So if this book is how not to be a woman then the concept is really hammered home on a physical and mental level. Her take on aversion therapy (from watching 42 movies one Christmas in her teen years instead of socialising and challenging her fears of human interaction) is most focused on sex and the body. Much of her esteem issues could carefully be interwoven with an Atwoodianesq woman. Liz unintentionally apes Margaret’s female dystopia with the desperate control over food as a form of power. This mainly focuses on her daily intake of a ‘Neal’s Yard peanut butter sample’ as a shining example of obsession; especially when it leads to her temporarily losing sight, categorically refusing any ‘hot liquids’ and, at her lowest ebb, spending 6 months in a clinic (where she reached her highest weight, 8 stone). The best example of her ability to be outside her body looking in (so commonly found in Atwood novels like Surfacing, The Edible Body and Lady Oracle) is best remonstrated by humiliation Liz holds on to so tightly from her teen hood. This is when her aunt makes a ‘homage’ to Liz at a village fete depicting her as the Mona Lisa by using a tampon box (supposedly smelling of crisps) and Liz very distantly noting: ‘there I was on display – a giant sanitary towel.’
As with her body, the separation between Liz and the public (men especially) is intensified by the sexual invasion of her peers at age 10, when she is attacked by a gaggle of her male classmates. This incident further manifests in a a metaphorical version of vivisection towards her body. Like Atwood’s unnamed narrator in Surfacing, who desperately wants to believe she has a body without a neck, meaning she would never be able to look disdainfully at her body again, and Liz expresses euphoric glee at having a breast reduction, aged 29 (a surgical producure that came about because of her breasts rapidly growing via the steroids she was prescribed because of her anorexia). Perhaps again we are led down the pity party route, especially when Liz recounts a temporarily diversion into modelling, designed to fundamentally enter fashion via the front door only to be told by a casting director her skin was ‘weeping’. Without bravado, Liz simply ends this unimaginable humiliation with a simple degree of acceptance: ‘Within a few minutes, so was I.’ This heart of glass confessional style means the reader can fully and hear her heart chipping, cracking, concaving, collapsing; and finally shattering, over and over, again and again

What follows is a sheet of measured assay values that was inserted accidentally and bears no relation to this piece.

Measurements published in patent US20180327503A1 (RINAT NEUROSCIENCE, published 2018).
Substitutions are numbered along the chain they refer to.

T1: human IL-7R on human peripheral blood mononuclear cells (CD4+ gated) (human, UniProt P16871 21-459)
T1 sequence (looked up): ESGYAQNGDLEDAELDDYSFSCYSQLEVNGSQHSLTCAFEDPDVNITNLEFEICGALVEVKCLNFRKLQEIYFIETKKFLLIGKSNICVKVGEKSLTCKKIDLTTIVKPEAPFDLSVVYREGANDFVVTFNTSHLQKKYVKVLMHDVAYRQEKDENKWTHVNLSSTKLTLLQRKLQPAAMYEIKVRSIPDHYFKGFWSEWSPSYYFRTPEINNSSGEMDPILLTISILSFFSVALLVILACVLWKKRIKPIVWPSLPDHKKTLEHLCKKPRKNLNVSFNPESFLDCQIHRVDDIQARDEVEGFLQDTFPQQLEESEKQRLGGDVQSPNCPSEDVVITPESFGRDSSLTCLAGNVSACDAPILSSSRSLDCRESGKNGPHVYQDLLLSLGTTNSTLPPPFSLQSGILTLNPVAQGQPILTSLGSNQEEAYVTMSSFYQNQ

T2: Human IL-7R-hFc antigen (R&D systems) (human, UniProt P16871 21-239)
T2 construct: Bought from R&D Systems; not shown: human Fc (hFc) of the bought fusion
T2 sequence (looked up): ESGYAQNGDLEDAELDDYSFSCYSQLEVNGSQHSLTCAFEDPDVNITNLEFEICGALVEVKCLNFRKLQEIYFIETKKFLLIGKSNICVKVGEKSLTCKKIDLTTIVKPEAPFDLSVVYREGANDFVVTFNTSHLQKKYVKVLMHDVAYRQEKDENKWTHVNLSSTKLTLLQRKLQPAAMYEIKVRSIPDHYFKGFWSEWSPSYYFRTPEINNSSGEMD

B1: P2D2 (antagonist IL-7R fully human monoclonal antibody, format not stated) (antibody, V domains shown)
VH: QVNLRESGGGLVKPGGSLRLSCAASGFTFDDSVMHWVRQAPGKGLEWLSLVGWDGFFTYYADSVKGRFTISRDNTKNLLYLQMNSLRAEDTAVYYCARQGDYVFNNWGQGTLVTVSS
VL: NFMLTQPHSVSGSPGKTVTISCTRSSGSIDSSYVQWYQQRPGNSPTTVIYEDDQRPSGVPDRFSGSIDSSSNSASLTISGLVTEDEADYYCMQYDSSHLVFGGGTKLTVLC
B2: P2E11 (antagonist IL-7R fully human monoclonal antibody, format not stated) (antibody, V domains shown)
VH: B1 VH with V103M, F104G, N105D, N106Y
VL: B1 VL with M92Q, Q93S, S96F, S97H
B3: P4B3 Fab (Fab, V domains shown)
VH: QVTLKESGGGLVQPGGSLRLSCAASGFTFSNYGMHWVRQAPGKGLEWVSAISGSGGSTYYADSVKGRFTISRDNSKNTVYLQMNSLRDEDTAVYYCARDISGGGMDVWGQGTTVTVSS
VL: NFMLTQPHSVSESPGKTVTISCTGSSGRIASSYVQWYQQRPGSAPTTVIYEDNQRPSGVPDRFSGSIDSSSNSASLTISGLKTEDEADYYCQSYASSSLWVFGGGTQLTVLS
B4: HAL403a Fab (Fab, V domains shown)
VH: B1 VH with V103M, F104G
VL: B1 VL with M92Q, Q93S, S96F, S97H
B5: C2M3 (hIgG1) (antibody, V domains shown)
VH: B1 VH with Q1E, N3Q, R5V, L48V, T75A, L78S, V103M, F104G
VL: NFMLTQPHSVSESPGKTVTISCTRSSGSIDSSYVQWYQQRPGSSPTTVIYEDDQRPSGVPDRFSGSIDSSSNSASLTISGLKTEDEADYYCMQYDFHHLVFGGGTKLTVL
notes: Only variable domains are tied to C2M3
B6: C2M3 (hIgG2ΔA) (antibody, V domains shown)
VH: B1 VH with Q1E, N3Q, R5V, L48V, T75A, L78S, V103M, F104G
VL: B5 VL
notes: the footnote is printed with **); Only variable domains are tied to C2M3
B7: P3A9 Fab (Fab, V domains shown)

Relationships – much of which frames her later career success are almost too invasive to note. Frigid, she refuses her first offer of sex, and upon the second discovers she is ‘unenterable’ (it takes year for her to realise this was based on an absence of fourplay). All of this is typically Atwoodesq. Deeply, deeply open Liz exhibits no qualms or fear of mockery when she admits her hymen was broken by a doctor at the age of 26, midway through probing her about her anorexia. The sterility of the image knows no bounds. Her virginity is finally lost at 32 (although she said she was 26 to the guy in question, and in a previous article she mentioned this happened when she was in her late thirties; sadly this is not the only obvious error made by a disappointing degree of fact checking). The rich tapestry of relentless pain is fully finalised by her recounting of the blood on the sheets to which her lover believes, rather repugnantly is her menstrual blood. As the reader is only too aware, Liz’s periods were few and far between, so maybe this inclusion is another example of subtle irony on her part at this great turning point in her life. Perhaps because we believe so much in the importance of maintaining our dignity at all costs, we can’t see that she owns her failures in the end. This is just one sexual faux-pax Liz happily volunteers, in a wry humour not always picked up, but undoubtedly there. Controversy, when genuine is just as exciting to read. Her ultimate piece-de-resistance is when she admits to stealing sperm for her ‘coffee coloured baby,’ only to then somewhat counteract the concept by admitting she only dated men of ethnic origin because no white man would.
A writer of pithy, self-depreciation, her career is safely embedded along with her obsessive observations. The Evening Standard Queen-Mum-in-Hospital episode was rather amusing and her Marie Claire confessions are deliciously filled with barely-suppressed malice. Renee Zellweger, fresh from playing Bridget Jones was dismissed as emaciated and joyless. Jones wryly notes that part of Zellweger’s reticence was the rather bitchy review of Sarah Michelle Gellar from a previous issue denoting that ‘her voice was almost as thin as her West Coast body.’ Touche, Mrs (Liz) Jones.
The ending of this disjointed but multifaceted tale of caution is suitably icy and unnerving. Temporarily contemplating suicide when she is driving late at night, under the myriad of debts, fears and uncertainty, she muses on the remains of her days ahead. Although I can see she is perceived – deemed, in fact unlovable in a variety of ways, I see her as lost, perpetually in fact.
Having completed the book I found an article in the Mail where a book signing in Kensington was posted. The comments remained positively baffled that anyone would want to see her. Knowing her disdain for men, I passed. But I hope one person went, and told her she was appreciated… or at least one can hope. To end, I’ll leave you on Liz’s final rousing words: all those years of trying to make it, to be better than I am; years I have always and only even counted in column inches.
How right she is.
Another review of Liz in print: http://www.lrb.co.uk/v35/n17/jenny-diski/diary